When the eladi found he had strange gifts in communicating with animals, he thought he had a new life as a Magus – what he didn’t know was that the invaders were seeking him by dark arts and vile monsters, putting his new friends and new love in danger.

On a desperate mission to the cold, wet south of the world, Tomas joins a party seeking the aid of an eladi king, leader of a people who have hidden themselves from the rest of the world for centuries. Will the southern eladi help? And, will they be in time to save the Sunlands from the kchaban hordes?

Available on Amazon

Holy Godzilla of the Apocalypse: or How to Identify a Superversive Story

Throwback Thursday–early Superversive Blog repost.

So, you want to be Superversive? Eager to join the new movement but not sure how to tell if you have? This post will, God willing, help sort out a bit of the confusion.

So, without further ado: The Benchmarks of the Superversive:

First and foremost, a Superversive story has to have good storytelling.

By which I do not mean that it has to be well-written. Obviously, it would be great if every story was well-written. It is impossible, however, to define a genre or literary movement as “well-written”, as that would instantly remove the possibility of a beginner striving to join.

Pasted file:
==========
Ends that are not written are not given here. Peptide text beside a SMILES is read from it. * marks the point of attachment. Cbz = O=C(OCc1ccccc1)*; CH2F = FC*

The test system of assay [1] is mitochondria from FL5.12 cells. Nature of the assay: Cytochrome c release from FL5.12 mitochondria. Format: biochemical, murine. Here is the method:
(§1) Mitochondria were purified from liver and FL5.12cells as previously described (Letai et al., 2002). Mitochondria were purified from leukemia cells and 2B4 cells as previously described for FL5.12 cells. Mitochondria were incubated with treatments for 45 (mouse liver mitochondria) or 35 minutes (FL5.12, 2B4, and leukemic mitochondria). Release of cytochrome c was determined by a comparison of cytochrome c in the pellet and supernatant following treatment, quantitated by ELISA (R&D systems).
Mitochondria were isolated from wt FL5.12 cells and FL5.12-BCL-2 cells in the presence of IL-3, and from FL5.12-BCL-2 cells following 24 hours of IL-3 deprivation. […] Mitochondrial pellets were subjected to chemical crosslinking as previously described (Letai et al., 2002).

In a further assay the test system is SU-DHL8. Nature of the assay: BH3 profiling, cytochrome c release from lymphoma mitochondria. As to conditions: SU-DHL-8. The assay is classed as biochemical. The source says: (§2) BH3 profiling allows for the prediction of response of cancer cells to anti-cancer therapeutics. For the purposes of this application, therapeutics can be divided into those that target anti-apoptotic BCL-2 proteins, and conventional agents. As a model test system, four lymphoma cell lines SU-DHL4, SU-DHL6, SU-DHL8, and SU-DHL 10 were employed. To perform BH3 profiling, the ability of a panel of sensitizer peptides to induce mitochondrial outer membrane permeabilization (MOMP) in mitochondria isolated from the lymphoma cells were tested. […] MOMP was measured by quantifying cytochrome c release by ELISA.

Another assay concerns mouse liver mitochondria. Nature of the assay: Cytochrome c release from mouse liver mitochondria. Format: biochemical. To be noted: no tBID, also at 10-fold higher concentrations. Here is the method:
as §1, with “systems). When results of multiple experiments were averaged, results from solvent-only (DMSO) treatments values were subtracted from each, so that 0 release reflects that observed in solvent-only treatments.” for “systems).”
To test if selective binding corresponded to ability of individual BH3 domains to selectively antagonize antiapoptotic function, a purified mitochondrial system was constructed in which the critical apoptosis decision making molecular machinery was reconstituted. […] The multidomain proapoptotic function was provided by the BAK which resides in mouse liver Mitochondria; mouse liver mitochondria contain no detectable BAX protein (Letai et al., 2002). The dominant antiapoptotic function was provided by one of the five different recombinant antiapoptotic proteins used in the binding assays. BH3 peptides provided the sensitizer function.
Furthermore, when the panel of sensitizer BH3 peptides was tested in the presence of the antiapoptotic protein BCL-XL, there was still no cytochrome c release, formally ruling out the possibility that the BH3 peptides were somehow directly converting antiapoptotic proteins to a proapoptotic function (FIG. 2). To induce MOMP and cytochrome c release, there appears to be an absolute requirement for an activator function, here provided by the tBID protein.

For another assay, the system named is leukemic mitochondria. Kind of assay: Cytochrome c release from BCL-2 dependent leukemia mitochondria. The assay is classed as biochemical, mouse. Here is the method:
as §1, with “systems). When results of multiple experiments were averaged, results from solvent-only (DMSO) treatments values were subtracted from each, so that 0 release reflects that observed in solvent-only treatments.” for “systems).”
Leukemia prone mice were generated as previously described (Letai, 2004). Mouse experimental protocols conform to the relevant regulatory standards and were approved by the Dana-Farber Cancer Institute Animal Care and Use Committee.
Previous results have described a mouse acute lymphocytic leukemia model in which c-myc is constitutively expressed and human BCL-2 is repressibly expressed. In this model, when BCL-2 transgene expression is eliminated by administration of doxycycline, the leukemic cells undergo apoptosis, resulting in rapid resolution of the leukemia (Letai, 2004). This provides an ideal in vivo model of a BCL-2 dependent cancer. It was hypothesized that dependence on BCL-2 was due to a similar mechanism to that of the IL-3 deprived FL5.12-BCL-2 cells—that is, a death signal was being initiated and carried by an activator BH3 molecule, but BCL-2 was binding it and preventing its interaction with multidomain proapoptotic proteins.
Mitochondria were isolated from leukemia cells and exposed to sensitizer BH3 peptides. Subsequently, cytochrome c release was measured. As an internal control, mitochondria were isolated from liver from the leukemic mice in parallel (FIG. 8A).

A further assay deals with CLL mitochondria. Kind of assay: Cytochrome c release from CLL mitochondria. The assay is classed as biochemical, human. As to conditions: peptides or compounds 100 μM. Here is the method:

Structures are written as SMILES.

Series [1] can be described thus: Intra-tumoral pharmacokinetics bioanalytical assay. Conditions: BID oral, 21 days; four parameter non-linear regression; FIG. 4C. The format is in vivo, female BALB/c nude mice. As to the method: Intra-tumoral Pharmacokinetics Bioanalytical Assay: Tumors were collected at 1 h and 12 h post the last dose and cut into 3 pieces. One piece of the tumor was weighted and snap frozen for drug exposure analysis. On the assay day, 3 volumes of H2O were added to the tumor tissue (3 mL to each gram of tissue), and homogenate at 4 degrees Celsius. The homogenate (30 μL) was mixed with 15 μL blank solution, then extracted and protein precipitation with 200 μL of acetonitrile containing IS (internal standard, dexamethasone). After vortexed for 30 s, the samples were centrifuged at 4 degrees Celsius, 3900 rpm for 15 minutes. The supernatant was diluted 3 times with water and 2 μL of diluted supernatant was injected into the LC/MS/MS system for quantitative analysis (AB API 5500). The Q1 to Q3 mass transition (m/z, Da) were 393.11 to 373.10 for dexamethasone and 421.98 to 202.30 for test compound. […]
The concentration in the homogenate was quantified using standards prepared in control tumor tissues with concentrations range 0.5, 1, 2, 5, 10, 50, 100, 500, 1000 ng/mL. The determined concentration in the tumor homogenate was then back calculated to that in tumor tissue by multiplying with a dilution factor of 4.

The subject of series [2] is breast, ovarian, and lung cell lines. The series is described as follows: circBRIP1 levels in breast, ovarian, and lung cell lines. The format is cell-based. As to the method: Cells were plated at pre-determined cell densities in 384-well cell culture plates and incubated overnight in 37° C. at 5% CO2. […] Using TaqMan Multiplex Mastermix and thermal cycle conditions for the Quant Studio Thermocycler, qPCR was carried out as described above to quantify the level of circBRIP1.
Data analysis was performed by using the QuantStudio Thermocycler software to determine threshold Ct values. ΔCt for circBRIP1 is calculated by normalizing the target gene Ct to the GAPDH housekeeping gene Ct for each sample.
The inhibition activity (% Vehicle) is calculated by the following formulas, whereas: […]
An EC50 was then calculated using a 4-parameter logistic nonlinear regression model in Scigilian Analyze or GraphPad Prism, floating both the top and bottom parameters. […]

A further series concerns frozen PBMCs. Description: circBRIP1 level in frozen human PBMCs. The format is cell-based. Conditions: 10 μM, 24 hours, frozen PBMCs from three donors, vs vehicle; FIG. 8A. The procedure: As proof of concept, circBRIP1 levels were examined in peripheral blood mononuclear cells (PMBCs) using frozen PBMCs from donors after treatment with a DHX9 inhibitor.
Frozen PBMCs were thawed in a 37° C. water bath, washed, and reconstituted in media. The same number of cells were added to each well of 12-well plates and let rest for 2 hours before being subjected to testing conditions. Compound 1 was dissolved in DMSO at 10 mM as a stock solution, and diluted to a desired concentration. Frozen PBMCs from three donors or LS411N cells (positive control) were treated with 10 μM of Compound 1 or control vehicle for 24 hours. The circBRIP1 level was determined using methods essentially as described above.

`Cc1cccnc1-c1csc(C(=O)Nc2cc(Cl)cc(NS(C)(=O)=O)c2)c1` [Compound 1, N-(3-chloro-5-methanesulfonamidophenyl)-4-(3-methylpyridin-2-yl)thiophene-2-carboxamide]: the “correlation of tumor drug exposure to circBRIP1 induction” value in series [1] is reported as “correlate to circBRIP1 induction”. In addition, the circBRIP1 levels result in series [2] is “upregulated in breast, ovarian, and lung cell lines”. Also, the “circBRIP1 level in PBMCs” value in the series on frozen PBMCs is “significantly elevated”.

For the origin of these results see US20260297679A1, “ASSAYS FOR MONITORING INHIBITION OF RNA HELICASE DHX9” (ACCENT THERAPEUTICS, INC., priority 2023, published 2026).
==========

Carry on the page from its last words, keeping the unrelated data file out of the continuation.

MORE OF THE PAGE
What I mean by good storytelling is that the story follows the principles of a good story. That, by the end, the good prosper, the bad stumble, that there is action, motion to the plot, and a reasonable about of sense to the overall structure.

Second, the characters must be heroic.

By this, I do not mean that they cannot have weaknesses. Technically, a character without weaknesses could not be heroic, because nothing would require effort upon his part.

Nor do I mean that a character must avoid despair. A hero is not defined by his inability to wander into the Valley of Despair, but by what he does when he finds himself knee deep in its quagmire. Does he throw in the towel and moan about the unfairness of life? Or does he pull his feet out of the mud with both hands and soldier onward?

Nor do I mean that every character has to be heroic, obviously some might not be. But in general, there should be characters with a heroic, positive attitude toward life.

However, many, many stories have good storytelling and heroic characters. Most decent fantasies are like that.

Are all decent fantasies Superversive?

No.

Because one element of Superversive literature is still missing.

Wonder.